I do a quarterly webcast … at the end of every quarter, I report out on the financials, I report out on achievements and I talk about the things that are important. We put in something that we call next-gen LM, but it’s basically a framework for the corporation and for employees to think about the things that are important to us. Starting first and foremost with our core values, do what’s right, respect others, perform with excellence.
Levi Strauss CEO Chip Bergh – who spoke at the recent G100 Women’s Leadership Acceleration meeting – echoed Hewson’s emphasis on engaging with employees to foster cultural and operational alignment:
When I arrived, I basically went on a listening tour, spending an hour with each of the company’s top 60 executives. I had e-mailed them my questions beforehand: What are three things we should not change? What are three things we absolutely must change? What’s one thing you’re hoping I’ll do? What’s one thing you’re afraid I may do?
Does the narrowing US yield curve portend a possible recession? Federal Reserve Bank of Minneapolis president Neel Kashkari, a dissenting voice at the central bank who spoke with our members late last year, warns against downplaying this indicator and continuing to raise short-term interest rates:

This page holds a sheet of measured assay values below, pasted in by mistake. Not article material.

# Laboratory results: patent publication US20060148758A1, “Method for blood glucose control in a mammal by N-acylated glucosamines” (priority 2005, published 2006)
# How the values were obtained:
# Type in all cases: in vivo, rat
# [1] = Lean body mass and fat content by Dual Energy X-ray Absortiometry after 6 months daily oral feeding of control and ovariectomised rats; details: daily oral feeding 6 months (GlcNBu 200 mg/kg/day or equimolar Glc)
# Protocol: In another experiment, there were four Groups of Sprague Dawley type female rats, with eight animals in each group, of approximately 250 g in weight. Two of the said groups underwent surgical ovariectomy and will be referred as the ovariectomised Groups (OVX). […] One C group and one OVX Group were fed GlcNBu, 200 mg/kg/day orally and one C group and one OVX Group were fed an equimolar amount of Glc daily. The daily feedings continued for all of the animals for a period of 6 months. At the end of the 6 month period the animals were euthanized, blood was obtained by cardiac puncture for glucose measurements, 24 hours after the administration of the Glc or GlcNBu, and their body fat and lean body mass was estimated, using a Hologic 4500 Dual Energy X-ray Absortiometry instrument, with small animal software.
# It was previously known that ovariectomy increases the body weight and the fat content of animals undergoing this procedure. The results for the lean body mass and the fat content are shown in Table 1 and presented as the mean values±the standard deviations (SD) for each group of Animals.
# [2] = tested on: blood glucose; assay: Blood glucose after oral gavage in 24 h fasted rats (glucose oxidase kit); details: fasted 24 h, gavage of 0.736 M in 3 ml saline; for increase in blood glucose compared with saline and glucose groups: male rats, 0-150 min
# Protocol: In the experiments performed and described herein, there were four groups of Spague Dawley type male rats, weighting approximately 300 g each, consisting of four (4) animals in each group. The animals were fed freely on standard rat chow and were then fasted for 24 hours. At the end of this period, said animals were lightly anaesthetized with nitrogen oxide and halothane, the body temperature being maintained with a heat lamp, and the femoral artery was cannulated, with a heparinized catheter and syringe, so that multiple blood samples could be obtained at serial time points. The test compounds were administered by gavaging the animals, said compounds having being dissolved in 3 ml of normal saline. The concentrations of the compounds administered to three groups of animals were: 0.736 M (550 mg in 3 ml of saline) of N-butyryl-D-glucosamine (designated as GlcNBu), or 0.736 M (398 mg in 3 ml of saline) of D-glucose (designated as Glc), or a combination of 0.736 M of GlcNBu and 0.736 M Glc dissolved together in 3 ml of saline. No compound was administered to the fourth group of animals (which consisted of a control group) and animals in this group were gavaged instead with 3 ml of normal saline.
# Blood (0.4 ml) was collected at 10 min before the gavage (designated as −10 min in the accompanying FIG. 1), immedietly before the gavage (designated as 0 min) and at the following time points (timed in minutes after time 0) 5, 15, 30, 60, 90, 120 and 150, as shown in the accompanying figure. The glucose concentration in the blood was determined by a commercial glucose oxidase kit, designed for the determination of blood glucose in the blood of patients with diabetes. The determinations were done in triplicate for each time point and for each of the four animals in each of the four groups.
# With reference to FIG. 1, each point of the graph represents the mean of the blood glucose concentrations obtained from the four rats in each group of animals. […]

We do know the bond market is telling us that inflation expectations appear well-anchored, the economy is not showing signs of overheating and rates are already close to neutral. This suggests that there is little reason to raise rates much further, invert the yield curve, put the brakes on the economy and risk that it does, in fact, trigger a recession.
More bullish is Citadel CEO Ken Griffin, who counts former Fed chair Ben Bernanke among his advisors:
Absent a material catastrophe on the trade front, I think we’re looking at very strong growth the next six to nine months. I think we pulled forward through the tax cut, the stimulus that goes with that, some amount of demand, some amount of capex. We’ll see that play out this year. It makes, for example, 2021, late 2020, much murkier.